UPDATED 3/12/20, 4:45 p.m. ET: A federal judge has ordered the release of incarcerated whistleblower Chelsea Manning.
U.S. District Judge Anthony Trenga announced the decision Thursday, shortly after Manning's suicide attempt inside a Virginia detention center. She was scheduled to testify in front of a grand jury on Friday; however, the judge determined her appearance was no longer necessary.
The order reads in part:
The court finds that Ms. Manning's appearance before the Grand jury is no longer needed, in light of which her detention no longer serves any coercive purpose. The Court further finds that enforcement of the accrued, conditional finds would not be punitive but rather necessary to the coercive purpose of the Court's civil contempt order. Accordingly, is hereby ordered that Chelsea Manning be, and she hereby is, immediately released from the custody of the Attorney General.
See original story below.
Chelsea Manning is recovering in a hospital following a suicide attempt.
Manning's legal team gave a statement early Thursday in which they explained the incident as a sign of how firm she is in her convictions regarding the push from investigators to answer additional questions about Wikileaks.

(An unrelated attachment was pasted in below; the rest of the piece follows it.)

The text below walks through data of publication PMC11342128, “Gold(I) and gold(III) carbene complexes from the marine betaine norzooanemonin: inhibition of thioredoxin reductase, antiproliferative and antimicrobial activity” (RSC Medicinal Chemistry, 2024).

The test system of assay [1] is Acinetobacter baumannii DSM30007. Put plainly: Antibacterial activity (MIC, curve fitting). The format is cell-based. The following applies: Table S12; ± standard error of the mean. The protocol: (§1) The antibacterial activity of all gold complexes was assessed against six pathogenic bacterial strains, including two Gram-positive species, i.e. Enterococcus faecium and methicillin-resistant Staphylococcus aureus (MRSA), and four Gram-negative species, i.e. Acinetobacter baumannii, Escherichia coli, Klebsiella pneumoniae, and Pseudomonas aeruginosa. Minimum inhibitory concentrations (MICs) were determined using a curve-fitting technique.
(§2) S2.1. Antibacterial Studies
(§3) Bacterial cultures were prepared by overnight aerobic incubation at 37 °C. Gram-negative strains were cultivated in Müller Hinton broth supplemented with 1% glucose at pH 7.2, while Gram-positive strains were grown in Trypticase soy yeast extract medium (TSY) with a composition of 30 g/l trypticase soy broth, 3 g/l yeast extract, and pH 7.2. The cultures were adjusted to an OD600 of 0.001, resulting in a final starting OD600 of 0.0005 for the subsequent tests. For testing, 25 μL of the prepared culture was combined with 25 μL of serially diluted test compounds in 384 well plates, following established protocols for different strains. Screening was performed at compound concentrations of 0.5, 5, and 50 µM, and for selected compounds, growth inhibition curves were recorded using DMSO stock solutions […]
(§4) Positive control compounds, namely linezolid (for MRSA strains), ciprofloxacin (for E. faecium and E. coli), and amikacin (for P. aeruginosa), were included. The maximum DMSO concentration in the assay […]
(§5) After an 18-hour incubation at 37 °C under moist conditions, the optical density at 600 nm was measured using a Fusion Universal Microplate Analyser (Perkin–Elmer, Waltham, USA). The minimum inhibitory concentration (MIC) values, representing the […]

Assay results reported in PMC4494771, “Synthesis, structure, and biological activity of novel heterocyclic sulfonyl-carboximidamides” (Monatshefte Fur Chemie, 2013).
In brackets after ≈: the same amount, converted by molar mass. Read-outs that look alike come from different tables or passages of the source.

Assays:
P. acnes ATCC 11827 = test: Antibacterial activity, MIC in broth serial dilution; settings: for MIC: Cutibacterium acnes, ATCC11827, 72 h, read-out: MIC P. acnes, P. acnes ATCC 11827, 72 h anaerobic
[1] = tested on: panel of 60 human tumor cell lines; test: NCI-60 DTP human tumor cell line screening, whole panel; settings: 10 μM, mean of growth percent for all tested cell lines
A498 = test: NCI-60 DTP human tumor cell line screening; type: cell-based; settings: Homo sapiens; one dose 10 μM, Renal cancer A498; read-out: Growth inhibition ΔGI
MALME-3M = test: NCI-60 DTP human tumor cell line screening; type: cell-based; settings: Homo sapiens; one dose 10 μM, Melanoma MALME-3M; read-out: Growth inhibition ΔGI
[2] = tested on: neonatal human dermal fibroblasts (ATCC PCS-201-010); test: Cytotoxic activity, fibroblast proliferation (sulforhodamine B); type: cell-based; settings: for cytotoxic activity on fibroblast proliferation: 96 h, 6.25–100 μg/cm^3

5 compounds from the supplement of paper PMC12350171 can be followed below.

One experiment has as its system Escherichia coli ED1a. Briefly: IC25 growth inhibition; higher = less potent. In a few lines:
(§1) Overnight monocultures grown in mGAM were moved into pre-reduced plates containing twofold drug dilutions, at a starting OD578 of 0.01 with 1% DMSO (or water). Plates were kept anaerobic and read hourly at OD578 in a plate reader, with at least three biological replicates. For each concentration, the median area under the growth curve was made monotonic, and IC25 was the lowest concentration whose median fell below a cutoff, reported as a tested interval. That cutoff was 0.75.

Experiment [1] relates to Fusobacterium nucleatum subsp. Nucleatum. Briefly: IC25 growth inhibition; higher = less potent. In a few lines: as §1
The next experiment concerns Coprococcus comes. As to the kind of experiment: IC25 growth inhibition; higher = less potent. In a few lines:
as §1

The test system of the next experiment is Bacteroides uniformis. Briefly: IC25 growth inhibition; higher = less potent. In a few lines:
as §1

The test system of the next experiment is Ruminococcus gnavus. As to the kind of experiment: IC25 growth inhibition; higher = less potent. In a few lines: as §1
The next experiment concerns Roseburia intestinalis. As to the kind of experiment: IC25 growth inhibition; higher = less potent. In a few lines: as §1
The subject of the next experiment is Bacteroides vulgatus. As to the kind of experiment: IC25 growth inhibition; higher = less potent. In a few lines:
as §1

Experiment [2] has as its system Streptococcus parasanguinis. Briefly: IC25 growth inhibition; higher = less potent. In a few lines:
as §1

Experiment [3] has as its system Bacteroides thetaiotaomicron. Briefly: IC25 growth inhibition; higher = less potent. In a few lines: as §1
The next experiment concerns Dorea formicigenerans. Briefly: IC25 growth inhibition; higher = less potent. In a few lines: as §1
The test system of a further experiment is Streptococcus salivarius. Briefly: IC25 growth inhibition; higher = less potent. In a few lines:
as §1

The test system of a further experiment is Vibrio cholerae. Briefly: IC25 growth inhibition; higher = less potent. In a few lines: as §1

"Her actions today evidence the strength of her convictions, as well as the profound harm she continues to suffer as a result of her 'civil' confinement—a coercive practice that the United Nations Special Rapporteur on Torture, Nils Melzer, recently said violates international law," Manning's legal team said.
Per the statement, Manning remains scheduled to appear for a previously scheduled hearing on Friday at which point Judge Anthony Trenga will rule regarding a motion to terminate the civil contempt sanctions originating from Manning's May 2019 refusal to provide grand jury testimony focused on the publication of her 2010 disclosures.
The statement also notes that, prior to her current incarceration, Manning braved seven years in a military prison "under unusually difficult conditions" that included 11 months of solitary confinement.
In a previously shared May 2019 letter to Trenga, Manning pushed back against the assessment that there was "no dishonor" in the process of giving evidence to a grand jury.
"I am positive that the founders never intended the grand jury to function like those we see today," Manning said. "If grand juries were actually independent bodies that nullified unjust laws or their unjust application, to determine whether it was really in the public interest to decide who should be made 'infamous' under the law, I would feel differently."